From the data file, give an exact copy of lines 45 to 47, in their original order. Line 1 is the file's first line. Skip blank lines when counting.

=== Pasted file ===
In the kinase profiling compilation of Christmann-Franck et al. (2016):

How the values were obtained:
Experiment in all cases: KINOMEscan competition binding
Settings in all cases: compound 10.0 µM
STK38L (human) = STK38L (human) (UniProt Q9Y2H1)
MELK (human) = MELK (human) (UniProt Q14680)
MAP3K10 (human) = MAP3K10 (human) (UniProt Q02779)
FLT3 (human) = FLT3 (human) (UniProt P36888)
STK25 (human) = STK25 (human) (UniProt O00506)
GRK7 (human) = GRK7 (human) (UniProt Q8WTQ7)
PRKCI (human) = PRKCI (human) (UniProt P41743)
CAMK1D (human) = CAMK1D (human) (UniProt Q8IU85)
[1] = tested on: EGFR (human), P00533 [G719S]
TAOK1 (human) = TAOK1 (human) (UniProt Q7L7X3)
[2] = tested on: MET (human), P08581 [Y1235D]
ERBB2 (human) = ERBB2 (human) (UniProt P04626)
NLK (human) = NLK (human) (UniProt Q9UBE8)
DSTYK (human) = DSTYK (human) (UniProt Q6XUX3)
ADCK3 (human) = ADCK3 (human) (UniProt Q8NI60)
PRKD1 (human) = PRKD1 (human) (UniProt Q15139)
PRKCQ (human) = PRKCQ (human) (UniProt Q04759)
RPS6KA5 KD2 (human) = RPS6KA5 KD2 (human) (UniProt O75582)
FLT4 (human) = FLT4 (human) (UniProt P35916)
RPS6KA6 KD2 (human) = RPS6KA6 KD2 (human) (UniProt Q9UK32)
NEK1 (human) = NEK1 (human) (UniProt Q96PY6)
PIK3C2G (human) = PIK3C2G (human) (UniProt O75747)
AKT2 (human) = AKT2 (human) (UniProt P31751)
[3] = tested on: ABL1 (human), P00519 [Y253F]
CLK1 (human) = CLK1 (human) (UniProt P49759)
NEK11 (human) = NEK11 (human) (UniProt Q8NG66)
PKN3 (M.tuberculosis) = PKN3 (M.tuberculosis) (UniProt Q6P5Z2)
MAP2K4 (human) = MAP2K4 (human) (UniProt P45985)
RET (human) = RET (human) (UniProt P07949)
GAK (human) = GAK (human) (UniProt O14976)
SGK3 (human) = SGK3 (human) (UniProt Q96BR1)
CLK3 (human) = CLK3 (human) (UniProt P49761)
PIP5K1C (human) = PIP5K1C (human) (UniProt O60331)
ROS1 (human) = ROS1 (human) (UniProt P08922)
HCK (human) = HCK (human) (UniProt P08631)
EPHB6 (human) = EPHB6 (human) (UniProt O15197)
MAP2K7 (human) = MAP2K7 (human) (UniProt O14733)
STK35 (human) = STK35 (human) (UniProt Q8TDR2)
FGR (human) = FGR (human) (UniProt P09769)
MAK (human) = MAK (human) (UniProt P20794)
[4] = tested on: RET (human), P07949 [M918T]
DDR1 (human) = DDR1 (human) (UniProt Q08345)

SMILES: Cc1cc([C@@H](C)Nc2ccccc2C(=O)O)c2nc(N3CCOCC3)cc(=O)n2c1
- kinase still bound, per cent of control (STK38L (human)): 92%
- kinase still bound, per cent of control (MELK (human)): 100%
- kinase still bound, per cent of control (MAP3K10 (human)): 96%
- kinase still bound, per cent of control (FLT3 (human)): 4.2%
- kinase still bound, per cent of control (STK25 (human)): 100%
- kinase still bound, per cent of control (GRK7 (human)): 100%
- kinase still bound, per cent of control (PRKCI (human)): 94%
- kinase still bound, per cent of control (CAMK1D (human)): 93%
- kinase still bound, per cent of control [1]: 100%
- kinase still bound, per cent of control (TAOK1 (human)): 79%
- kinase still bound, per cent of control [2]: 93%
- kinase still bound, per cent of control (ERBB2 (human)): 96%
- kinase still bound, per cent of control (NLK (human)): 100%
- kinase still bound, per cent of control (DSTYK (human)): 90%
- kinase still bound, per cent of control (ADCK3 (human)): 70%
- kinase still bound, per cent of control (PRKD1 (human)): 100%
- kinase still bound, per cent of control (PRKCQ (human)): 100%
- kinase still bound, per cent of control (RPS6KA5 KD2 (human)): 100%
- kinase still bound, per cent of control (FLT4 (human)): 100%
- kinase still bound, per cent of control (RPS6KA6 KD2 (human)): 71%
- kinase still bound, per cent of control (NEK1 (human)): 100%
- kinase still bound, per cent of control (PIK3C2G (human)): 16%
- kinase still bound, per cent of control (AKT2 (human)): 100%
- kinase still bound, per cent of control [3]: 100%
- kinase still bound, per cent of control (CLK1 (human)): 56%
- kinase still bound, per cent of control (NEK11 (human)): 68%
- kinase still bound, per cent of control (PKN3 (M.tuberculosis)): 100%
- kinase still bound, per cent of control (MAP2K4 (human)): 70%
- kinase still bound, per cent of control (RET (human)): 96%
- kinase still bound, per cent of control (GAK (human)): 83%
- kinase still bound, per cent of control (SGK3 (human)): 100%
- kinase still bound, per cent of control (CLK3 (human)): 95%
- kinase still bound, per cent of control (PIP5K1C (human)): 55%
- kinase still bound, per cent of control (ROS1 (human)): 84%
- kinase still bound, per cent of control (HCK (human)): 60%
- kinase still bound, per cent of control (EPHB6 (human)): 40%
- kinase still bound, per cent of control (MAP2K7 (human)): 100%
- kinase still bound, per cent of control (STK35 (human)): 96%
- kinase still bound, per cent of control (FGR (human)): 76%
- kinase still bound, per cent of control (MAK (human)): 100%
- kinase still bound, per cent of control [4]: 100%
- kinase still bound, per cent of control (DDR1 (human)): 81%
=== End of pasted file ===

[4] = tested on: RET (human), P07949 [M918T]
DDR1 (human) = DDR1 (human) (UniProt Q08345)

SMILES: Cc1cc([C@@H](C)Nc2ccccc2C(=O)O)c2nc(N3CCOCC3)cc(=O)n2c1